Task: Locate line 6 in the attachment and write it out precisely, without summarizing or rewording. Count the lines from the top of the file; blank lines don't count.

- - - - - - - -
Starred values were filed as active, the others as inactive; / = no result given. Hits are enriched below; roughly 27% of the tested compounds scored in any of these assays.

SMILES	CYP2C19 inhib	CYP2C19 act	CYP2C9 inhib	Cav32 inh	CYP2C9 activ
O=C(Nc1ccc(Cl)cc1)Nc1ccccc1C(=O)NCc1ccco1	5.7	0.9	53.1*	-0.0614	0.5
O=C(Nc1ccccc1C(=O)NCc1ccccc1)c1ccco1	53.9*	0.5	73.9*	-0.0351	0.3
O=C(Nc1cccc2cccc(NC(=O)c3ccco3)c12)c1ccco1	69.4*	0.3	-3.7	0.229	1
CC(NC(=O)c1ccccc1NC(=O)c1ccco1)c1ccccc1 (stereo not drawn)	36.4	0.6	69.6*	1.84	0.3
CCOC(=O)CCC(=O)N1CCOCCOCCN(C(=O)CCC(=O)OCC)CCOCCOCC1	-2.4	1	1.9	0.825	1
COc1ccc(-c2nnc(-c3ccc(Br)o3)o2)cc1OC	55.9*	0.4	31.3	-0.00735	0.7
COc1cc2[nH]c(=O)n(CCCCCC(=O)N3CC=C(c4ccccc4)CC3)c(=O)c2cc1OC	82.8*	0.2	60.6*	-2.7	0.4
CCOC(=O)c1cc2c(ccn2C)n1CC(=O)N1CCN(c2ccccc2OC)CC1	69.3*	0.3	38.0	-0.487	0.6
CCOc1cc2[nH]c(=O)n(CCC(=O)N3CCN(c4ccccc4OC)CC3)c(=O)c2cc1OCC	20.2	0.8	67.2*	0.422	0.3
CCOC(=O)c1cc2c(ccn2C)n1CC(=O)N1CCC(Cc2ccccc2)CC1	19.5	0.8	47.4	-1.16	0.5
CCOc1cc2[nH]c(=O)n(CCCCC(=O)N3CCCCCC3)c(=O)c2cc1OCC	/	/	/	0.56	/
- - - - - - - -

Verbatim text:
CC(NC(=O)c1ccccc1NC(=O)c1ccco1)c1ccccc1 (stereo not drawn)	36.4	0.6	69.6*	1.84	0.3